"Yes, thank ya both," she replied, casting a smile at Voight, who flanked Magneto as always. "We really appreciate it- the twins don't like t' share theirs with Ollie."

"Sibling rivalry already?" he asked knowingly.

"They're li'l terrors," she laughed. "If Luc is playin' with a toy, Ari wants it. If she's sittin' in mah lap, Luc wants t' be picked up, too. An' heaven forbid Ollie wants t' nurse, they decide they need mah attention right then an' there."

"Twins can be difficult," Erik remarked thoughtfully. "Pietro and Wanda fought constantly at that age, but if you dared to try and separate them…"

"Total meltdown," Rogue finished, and they exchanged an amused look.

She hadn't known the Maximoff twins as children, but she didn't need to, she knew them both well enough to picture the explosive tantrums they must have thrown. Pietro was still dramatic and filled with self-importance, and would have been a hundred times worse as a toddler, and Wanda's mood swings were known to rival her own.

And if her own twins were any indication, as much as they fought with one another, they could go from mortal enemies to a united front in 3.5 seconds.

"I see you don't need any advice on the struggles of raising twins," Erik observed, but the smile faded from his face as a look of regret took its place, and she knew he was thinking of all the wasted years he'd missed out on with Pietro and Wanda, and the bitterness they had carried for him over it.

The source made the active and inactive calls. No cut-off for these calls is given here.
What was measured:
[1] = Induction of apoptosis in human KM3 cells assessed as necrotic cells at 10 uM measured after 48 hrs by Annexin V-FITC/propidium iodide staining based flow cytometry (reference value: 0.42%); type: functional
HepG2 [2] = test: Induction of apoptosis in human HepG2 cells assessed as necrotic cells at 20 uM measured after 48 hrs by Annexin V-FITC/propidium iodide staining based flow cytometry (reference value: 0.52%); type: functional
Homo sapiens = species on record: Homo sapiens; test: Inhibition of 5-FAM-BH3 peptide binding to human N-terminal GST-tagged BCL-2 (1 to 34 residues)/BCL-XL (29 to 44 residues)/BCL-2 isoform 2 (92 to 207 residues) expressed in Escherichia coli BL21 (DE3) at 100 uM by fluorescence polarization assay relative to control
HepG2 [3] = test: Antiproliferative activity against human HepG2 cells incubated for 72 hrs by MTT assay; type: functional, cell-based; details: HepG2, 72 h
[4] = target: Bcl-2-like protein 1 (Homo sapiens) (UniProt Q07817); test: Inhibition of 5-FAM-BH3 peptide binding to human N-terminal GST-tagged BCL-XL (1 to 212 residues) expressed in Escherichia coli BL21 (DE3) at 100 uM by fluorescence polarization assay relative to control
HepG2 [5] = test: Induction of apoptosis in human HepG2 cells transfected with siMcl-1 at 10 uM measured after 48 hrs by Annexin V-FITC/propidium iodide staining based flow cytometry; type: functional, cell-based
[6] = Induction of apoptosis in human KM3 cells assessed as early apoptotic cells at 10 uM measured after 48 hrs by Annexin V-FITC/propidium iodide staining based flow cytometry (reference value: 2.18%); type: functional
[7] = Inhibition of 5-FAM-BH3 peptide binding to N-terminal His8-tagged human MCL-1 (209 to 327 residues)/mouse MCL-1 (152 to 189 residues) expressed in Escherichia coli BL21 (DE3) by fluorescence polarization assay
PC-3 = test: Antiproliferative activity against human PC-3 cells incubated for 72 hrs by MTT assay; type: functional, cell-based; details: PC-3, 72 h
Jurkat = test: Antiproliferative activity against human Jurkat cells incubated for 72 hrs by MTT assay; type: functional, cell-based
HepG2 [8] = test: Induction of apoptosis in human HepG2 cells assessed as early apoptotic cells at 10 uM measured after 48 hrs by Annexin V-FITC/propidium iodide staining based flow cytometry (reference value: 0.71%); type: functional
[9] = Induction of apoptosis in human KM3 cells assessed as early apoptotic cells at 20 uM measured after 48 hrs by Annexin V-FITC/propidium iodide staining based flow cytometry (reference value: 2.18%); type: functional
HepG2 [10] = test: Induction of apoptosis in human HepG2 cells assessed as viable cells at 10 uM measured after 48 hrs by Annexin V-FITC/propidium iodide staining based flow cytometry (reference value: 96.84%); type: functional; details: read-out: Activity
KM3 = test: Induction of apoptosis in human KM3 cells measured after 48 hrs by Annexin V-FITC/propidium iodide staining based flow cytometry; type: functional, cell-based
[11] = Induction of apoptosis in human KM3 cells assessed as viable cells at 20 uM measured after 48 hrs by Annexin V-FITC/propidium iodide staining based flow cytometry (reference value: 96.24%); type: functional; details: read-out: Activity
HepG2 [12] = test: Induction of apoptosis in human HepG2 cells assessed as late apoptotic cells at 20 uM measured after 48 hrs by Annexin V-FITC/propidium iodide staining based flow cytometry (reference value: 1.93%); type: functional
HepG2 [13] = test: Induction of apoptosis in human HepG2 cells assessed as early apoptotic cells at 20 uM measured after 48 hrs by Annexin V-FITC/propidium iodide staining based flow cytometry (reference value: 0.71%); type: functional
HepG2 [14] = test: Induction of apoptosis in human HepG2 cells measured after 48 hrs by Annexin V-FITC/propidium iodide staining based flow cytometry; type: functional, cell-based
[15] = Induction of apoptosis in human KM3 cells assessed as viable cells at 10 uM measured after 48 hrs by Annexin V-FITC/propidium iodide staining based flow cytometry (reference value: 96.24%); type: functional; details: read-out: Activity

She would have liked to tell him that the past was the past, but she knew firsthand that parental abandonment was hard to get over.

Even though she'd long since made her peace with Mystique, even though she spoke to her mother on the phone several times a week and had enjoyed every minute of having her in town for a week to help out after the birth of Olivier, there was a part of her that still hurt at the memory of growing up without her mother there, no matter how much she'd loved Irene.

"Speakin' of Pietro," she cleared her throat to change the subject. "He here yet?"

"He's been coming and going all day," Erik replied. "In fact, he just returned less than an hour ago, with your husband and Piotr in tow."

"An' Freddie?"

"Pietro dropped him off this morning, before taking the Avengers jet to collect Gambit," Erik answered, and gestured for them to follow him from the landing bay into the main building. As the doors slid open for them, Erik glanced down at her. "Have you heard my son's big news?"

Rogue matched his smile with one of her own. "Ah did," she confirmed with a soft laugh. "Congratulations. Ya must be excited 'bout yo' first grandchild."

"I feel old," he sighed.

"Ya are old," she pointed out. "Best get used t' it."

He gave her a look not so unlike the ones Logan still gave her when she sassed off, but he merely shook his head wearily. "I feel as if I have been given a second chance," he confided quietly. "A chance to do better, to be there for her where I wasn't for Pietro and Wanda."

"You've tried t' make up for it with them as it is," Rogue reminded him. "An' it means a lot t' them."

"One can only hope."

"Ah know, they've told me," she corrected firmly. "Wanda kept me on the phone for an hour the last time she got back from visitin'. An' she's already bettin' that yo' gonna spoil her niece rotten."

"Pietro is going to be a dad," Evan muttered behind them. "It's a sign of the apocalypse."

"Evan," Ororo's voice carried from further back, scolding.